NEW YORK, March 20, 2013 /PRNewswire/ -- Standard & Poor's Ratings Services has seen a significant improvement in the budgetary positions of wealthier sovereigns since its 2010 global review of the impact of aging societies on public finances. While the rapid buildup of government debt since 2007-2008--and the resulting large deficits posted by many rated sovereigns--focused attention on age-related spending, a number of sovereigns have overhauled their public pension or health care systems--the two components of age-related programs that typically account for about 40% of government spending, according to a report released today by Standard & Poor's. The report, Global Aging 2013: Rising To The Challenge, updates Standard & Poor's 2010 report, and continues a series begun in 2002 that analyzes the fiscal effects of aging populations.
"If sovereigns overcome their post-crisis economic and budgetary difficulties and successfully adapt their social security systems to demographic challenges, pressures on public finances exerted by aging populations could be gradually contained over the long term--a somewhat surprising conclusion at this stage of the sovereign debt crisis," said Marko Mrsnik, sovereign analyst at Standard & Poor's and author of the report.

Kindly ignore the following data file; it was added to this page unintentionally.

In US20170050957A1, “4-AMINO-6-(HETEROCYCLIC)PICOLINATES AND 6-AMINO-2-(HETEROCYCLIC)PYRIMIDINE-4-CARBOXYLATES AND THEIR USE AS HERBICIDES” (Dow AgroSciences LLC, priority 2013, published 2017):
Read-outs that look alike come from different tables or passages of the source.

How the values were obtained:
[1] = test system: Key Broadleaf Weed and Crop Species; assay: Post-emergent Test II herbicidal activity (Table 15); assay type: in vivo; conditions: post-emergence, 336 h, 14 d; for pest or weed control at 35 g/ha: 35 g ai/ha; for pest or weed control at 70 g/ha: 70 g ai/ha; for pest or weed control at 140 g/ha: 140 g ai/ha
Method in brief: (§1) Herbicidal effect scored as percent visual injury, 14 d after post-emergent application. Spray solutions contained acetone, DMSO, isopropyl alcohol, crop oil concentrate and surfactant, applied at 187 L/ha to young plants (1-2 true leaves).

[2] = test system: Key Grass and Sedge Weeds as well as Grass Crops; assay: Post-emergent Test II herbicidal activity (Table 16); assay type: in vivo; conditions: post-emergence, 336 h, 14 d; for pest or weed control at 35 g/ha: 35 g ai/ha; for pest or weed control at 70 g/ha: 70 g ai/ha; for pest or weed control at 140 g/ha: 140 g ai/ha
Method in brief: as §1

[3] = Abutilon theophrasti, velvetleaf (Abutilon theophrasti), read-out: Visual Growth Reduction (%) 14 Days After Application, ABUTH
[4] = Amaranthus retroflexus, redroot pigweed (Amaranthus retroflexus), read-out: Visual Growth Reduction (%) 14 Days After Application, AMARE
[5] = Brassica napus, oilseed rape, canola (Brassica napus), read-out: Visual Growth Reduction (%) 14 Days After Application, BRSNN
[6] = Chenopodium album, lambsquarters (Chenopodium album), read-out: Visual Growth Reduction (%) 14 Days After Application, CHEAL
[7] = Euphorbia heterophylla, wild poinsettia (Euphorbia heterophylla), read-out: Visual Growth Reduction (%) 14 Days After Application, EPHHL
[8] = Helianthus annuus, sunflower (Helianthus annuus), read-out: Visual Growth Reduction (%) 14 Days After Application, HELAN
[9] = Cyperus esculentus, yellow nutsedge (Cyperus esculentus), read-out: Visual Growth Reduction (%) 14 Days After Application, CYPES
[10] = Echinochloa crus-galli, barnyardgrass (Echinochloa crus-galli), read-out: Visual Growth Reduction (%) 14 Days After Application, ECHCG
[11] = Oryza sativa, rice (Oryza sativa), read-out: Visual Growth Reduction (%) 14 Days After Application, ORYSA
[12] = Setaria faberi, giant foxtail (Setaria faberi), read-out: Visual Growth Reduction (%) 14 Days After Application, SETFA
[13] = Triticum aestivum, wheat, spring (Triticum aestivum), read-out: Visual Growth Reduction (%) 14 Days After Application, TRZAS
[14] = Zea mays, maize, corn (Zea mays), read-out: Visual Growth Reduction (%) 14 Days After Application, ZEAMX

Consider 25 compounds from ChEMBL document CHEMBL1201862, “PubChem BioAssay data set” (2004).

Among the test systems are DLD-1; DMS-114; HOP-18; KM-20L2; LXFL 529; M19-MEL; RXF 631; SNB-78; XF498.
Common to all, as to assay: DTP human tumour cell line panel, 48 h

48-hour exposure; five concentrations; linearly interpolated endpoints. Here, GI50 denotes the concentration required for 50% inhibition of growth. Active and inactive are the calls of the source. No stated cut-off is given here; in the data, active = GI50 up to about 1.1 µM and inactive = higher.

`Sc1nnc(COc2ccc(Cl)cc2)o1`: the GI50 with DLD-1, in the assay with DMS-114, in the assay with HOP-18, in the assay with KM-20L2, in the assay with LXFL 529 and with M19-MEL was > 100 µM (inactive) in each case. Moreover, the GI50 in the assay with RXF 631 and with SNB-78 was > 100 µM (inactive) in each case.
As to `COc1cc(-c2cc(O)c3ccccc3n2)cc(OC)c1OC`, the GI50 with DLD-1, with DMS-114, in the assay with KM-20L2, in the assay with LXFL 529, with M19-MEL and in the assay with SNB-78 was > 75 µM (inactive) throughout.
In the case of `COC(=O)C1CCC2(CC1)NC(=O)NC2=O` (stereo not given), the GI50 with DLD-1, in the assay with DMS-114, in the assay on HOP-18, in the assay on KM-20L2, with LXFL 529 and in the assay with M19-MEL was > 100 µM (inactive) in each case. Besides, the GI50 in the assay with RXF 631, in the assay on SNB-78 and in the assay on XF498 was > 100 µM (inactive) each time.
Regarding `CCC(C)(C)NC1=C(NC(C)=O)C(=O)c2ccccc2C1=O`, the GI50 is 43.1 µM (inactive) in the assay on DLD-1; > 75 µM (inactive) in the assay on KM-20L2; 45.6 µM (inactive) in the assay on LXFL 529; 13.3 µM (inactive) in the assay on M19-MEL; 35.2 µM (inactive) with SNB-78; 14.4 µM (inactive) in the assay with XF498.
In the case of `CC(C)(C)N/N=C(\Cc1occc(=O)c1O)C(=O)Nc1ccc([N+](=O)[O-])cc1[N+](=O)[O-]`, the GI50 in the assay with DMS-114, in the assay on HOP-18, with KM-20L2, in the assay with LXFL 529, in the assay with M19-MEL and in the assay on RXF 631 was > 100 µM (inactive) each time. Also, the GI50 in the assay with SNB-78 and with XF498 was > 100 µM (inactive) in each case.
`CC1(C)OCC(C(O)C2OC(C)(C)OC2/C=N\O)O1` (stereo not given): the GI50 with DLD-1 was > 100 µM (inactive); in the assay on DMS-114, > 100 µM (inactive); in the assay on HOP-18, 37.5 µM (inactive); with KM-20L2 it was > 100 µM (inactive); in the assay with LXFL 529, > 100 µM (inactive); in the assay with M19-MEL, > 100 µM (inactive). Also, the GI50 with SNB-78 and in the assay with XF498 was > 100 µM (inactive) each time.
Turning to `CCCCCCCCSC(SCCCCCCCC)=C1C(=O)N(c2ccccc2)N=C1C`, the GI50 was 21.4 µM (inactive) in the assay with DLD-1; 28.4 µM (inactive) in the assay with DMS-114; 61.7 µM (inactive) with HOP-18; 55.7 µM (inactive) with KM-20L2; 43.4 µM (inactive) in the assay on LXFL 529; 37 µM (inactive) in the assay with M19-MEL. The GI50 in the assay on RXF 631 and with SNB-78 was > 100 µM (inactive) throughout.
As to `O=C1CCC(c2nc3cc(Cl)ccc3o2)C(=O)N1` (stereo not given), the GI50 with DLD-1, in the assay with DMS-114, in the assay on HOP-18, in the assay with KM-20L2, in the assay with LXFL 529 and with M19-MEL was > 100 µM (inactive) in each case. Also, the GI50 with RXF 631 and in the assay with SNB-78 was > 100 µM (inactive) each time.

Several nations have begun to implement health care and pension measures to accommodate both their aging populations as well as their near-term budgetary pressures, although the impact of these measures in some countries is offset by economic weakness and diminished employment levels. Coupled with higher borrowing costs, such measures can hamper efforts to stabilize debt dynamics. Standard & Poor's believes, however, that if continued, the structural changes and budget consolidation processes many sovereigns have recently implemented should improve their prospects for maintaining sustainable public finances.
"This may be the start of a decades-long period of tension between two different priorities: public spending on pensions and health care for aging populations versus the need to contain sovereign budget deficits and debt," said Mr. Mrsnik.